Palermo: San Giovanni degli Eremiti

San Giovanni degli Eremiti.

The terrain around the former church of San Giovanni degli Eremiti is one of the most idyllic spots in all of Palermo. If you go for a stroll there, you can image yourself being somewhere in the Middle East. The former church and adjacent cloister are surrounded by a charming garden full of citrus and pomegranate trees, roses and jasmine. Because of its exceptional Arab-Norman architecture the San Giovanni degli Eremiti was included in the UNESCO list of world heritage in 2015. The exterior of the church is truly remarkable, with its five red Arabic domes. On the other hand, there is virtually nothing to see inside the church, the exception being a largely decayed Byzantine fresco.


There are many uncertainties regarding the early history of the church. Tradition dictates that there was a Benedictine convent on this spot as early as 581. This is just 34 years after the death of the man who formulated the Benedictine rule, Saint Benedictus of Nursia (ca. 480-547). This is quite early, but not impossible. More problematic is the fact that Sicily was a Greek island through and through, the kind of place where one would not necessarily expect Latin Benedictines. However, we also know that the future Pope Gregorius the Great (590-604), himself a Roman who did not speak a word of Greek, founded six convents on the Sicilian estates of his family. This must have been one of these convents.

According to tradition, the future Pope Agatho (678-681) was associated with the Benedictine convent. Agatho was evidently a Greek – ἀγαθός is the Greek word for “good” – so again one might ask why such a man would join a convent of Latin-speaking Benedictines. Once again: it is not impossible. In the sixth and seventh centuries it was probably much easier for the Benedictines to maintain their position on Sicily than in the next century. After all, it was the Byzantine Emperor Leo III (717-741) who, as a consequence of the feud between Rome and Constantinople over iconoclasm, brought the Sicilian dioceses under the jurisdiction of the patriarch of the latter city. The Pope in Rome was left empty-handed.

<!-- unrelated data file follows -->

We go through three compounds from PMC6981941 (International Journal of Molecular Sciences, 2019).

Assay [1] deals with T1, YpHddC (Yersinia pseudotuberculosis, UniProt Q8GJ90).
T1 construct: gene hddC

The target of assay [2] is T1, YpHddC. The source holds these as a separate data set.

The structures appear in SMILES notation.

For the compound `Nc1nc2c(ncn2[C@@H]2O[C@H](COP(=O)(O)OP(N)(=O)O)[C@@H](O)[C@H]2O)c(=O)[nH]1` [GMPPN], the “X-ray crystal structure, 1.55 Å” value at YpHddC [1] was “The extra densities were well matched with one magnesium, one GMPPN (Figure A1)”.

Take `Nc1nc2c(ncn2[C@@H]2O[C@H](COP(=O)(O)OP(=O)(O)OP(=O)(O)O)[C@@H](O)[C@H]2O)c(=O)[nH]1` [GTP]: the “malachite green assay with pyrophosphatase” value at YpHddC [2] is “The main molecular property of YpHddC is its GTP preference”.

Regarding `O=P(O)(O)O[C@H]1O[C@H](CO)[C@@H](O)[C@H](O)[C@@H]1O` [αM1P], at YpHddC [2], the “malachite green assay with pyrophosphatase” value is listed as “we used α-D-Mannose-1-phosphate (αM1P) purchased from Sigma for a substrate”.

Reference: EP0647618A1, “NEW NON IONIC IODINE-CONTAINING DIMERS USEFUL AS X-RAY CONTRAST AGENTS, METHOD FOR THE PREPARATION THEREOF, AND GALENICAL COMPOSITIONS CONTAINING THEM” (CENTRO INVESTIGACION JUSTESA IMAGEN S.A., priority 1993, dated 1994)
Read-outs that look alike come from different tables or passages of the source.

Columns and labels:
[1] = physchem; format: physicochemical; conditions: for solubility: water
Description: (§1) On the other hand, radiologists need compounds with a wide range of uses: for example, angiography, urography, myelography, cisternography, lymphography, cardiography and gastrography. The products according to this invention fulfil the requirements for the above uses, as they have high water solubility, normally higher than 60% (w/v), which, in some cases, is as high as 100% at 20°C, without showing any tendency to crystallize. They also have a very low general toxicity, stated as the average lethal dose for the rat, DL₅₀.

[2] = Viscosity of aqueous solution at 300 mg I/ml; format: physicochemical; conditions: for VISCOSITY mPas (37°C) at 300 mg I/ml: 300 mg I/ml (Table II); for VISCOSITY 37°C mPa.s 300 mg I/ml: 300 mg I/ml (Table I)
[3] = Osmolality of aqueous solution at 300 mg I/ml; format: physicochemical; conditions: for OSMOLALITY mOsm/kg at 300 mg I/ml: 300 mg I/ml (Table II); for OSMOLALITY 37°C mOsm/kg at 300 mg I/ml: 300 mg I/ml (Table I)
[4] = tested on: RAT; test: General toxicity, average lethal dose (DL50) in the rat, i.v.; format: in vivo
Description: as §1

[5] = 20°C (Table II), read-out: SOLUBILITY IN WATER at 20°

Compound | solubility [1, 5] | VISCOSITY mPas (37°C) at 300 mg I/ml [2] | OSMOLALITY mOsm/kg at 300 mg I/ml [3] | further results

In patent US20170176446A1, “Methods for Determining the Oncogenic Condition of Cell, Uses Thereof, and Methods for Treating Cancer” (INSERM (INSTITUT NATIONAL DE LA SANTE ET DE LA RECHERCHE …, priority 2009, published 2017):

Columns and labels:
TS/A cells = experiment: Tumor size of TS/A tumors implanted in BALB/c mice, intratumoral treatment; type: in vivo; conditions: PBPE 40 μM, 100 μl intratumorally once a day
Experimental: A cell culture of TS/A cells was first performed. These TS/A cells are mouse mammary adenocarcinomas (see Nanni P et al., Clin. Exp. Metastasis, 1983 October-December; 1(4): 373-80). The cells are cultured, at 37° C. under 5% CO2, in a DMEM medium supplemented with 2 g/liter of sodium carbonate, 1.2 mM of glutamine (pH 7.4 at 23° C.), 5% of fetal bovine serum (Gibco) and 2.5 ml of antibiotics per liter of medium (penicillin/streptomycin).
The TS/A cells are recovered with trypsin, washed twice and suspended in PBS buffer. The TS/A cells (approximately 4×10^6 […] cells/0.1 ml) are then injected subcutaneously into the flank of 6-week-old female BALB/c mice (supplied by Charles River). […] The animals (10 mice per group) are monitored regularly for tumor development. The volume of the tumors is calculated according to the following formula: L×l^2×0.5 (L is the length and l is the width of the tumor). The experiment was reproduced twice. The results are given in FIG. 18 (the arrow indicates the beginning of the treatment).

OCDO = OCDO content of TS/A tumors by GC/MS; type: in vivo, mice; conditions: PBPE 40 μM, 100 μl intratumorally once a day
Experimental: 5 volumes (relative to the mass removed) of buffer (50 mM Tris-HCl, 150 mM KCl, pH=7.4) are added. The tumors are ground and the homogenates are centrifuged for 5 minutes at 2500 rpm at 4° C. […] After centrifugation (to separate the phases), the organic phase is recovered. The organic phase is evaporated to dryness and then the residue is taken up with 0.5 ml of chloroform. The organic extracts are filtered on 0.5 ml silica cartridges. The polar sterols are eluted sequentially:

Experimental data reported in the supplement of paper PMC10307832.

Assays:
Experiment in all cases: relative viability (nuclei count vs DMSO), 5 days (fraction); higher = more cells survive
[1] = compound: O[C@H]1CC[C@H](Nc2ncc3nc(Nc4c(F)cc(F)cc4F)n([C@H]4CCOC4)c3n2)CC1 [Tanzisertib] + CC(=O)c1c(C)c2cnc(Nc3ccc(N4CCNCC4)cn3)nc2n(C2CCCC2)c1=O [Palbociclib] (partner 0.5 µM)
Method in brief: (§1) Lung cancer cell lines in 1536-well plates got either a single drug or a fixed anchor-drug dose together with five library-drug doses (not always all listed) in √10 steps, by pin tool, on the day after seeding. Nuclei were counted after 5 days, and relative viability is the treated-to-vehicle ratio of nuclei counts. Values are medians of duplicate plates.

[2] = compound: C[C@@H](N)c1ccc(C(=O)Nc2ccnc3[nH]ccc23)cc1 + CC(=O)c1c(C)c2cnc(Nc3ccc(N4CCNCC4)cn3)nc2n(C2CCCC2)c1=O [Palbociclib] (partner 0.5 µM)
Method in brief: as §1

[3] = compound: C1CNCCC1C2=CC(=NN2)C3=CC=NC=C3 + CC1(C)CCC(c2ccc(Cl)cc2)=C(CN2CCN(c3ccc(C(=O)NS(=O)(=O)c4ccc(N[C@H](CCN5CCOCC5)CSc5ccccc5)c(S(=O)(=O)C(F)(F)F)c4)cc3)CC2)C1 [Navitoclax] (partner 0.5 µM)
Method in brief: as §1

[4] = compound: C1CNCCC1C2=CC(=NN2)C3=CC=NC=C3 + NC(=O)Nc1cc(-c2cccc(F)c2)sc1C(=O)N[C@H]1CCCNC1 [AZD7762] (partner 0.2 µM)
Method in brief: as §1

San Giovanni degli Eremiti with its five domes.

In 831 a Muslim army that had crossed over from North Africa a few year previously captured Palermo. The city was converted into a culturally Arab city with many Islamic houses of prayer. The Benedictine convent was abandoned and the church henceforth used as a mosque. The Muslim conquest of Sicily must have contributed to the disappearance of Latin (Roman Catholic) Christianity on the island: the west of Sicily was largely Islamic, while in the east there were large groups of Greek (Orthodox) Christians. The tide turned for Latin Christians with the Norman conquest of Sicily between 1061 and 1091. The Catholic Norman Counts and – later – Kings developed tolerant policies vis-à-vis other religions, but at the same time encouraged the immigration of Catholics from Southern Italy. And so it came about that, around the year 1132[1], King Roger II of Sicily (1130-1154) had a church dedicated to Saint John the Evangelist built on the site of the mosque. The adjacent convent was granted to Benedictines from the Abbey of Montevergine in Campania.

Cloister and garden.

In terms of architecture there are great similarities between the San Giovanni degli Eremiti and the church of San Giovanni dei Lebbrosi elsewhere in Palermo. However, the latter church is dedicated to the other Saint John, i.e. John the Baptist. It is not entirely clear what the words degli Eremiti refer to. Literally these words mean “of the hermits”, which might be a reference to the fact that the Benedictine monks lived secluded lives at the convent (although this cannot have been true with regard to their abbot; see below). Another explanation links the words to the presence in the vicinity of a sanctuary of Saint Mercurius, who was called “Hermes” in Greek. Nowadays there is still an oratory dedicated to San Mercurio north of the church. Although it was only founded in the sixteenth century, the oratory may very well have been connected to an older tradition.